Prime Early Orchestral Duke Ellington From the Jazz at Lincoln Center Ochestra with Wynton Marsalis
What do you do when your big band can’t play any gigs because of the lockdown? You put out an album to keep your fans satisfied until you can get back onstage. More of the large ensembles who play big concert halls around the world should follow the example of the Jazz at Lincoln Center Orchestra with Wynton Marsalis, who’ve just put out a dynamically rich, aptly epic recording of a 2017 live performance of Duke Ellington’s Black Brown and Beige, streaming at youtube.
The big difference between this and the 1943 original is the sonics. Stereo and digital clarity are part of the picture. Interestingly, while JALC’s Rose Auditorium is a pretty dry room – for a jazz venue, especially – you can hear some reverb on the brass. And Marsalis is an Ellingtonian to the core: his passion for this music translates to both the orchestra and the listener.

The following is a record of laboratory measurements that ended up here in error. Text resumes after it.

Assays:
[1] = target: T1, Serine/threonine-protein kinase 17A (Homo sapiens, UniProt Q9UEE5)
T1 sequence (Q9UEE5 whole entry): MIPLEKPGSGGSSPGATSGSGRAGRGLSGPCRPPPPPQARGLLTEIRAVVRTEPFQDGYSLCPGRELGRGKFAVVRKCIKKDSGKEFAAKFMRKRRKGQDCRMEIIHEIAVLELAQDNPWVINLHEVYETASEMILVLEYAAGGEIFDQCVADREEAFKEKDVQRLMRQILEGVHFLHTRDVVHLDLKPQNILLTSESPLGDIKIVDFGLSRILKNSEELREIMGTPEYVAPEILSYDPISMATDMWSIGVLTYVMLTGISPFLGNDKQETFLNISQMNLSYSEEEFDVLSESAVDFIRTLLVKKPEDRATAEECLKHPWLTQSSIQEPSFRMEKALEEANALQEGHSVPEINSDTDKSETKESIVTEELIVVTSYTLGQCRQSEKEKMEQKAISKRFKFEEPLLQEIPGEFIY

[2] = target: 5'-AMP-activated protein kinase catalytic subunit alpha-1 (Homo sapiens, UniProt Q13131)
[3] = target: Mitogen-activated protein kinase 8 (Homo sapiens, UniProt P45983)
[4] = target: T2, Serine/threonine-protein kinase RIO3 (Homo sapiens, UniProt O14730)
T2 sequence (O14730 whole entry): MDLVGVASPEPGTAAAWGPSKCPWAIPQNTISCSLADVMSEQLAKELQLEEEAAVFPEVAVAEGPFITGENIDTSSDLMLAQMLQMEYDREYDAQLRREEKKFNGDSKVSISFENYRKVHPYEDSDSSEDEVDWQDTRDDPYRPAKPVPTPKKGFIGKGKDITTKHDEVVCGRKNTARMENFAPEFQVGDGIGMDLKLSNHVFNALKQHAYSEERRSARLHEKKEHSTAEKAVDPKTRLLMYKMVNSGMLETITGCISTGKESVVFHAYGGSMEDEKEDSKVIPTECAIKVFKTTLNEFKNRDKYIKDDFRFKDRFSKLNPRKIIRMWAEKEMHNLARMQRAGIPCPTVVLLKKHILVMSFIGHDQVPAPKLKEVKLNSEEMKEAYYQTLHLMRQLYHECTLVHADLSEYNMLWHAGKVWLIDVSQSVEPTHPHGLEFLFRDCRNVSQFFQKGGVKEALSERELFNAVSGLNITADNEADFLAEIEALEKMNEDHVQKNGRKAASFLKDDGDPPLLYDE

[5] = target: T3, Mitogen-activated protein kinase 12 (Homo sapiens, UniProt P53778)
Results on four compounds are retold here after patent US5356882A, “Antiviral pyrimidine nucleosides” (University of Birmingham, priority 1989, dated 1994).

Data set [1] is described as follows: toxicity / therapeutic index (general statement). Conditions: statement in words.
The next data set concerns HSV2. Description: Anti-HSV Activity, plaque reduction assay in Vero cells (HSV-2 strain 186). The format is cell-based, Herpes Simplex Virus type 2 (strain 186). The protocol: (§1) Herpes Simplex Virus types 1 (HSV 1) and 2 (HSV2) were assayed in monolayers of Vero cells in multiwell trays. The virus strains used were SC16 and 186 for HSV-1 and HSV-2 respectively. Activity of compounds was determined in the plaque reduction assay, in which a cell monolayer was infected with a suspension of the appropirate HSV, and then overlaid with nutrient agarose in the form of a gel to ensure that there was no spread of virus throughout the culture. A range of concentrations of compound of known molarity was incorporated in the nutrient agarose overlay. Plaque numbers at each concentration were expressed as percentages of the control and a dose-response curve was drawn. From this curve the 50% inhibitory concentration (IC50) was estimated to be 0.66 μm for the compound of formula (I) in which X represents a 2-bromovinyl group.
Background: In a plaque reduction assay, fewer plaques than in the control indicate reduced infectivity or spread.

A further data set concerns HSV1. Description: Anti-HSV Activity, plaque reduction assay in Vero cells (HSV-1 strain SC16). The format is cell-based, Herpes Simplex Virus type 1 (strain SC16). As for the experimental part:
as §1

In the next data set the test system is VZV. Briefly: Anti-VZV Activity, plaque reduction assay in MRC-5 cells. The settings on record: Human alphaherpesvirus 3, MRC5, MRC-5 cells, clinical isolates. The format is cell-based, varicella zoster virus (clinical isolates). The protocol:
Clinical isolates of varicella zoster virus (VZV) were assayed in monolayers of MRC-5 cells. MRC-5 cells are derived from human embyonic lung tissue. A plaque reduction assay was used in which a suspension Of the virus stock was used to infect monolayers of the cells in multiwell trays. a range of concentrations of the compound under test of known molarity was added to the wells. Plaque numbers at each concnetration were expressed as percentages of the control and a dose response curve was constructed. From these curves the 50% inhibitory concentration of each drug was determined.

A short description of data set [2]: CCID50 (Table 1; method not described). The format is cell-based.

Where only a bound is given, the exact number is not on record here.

The dips, swells and conversational contrasts between winds and brass are vividly distinct throughout the suite’s first number, Work Song. As early symphonic Ellington, it’s fascinating to see how the composer takes a folksy 19th century-style melody, makes a plush swing tune and then classical music out of it, seamlessly And the bandleader’s wry phrasing with his mute in response to the daily drudgery is spot-on.
Eli Bishop’s wistfully soaring violin solo in Come Sunday is just as impactful, setting up the long, balmy closing tenor sax break: this is a wind-down day, and it’s sad to see the weekend go. Kicking off with Marsalis’ coy reveille, Light is a good example of how far Ellington would go in pushing a swing theme beyond the confines of a 78 RPM record.
Vaudevillian drums anchor the hazy, complex harmonies of West Indian Dance, until the rhythm section push the beat and it’s choo-choo-ch-boogie, yeah mon! Emancipation Celebration serves as a jubilant coda. Then Brianna Thomas joins the band to deliver a broodingly hushed take of Blues Theme Mauve; a stunningly haggard alto sax solo draws a burst of applause from the crowd.
In the series of themes that follow, jungly drums give way to a funereal interlude that finally engages the piano, then a comfortable walz and a triumphant return to swing. The long tenor sax solo at the center of a warmly nocturnal Sugar Hill Penthouse has nonchalantly impressive range. The orchestra bring the suite full circle, conversationally, trumpeter Chris Crenshaw putting the icing on the cake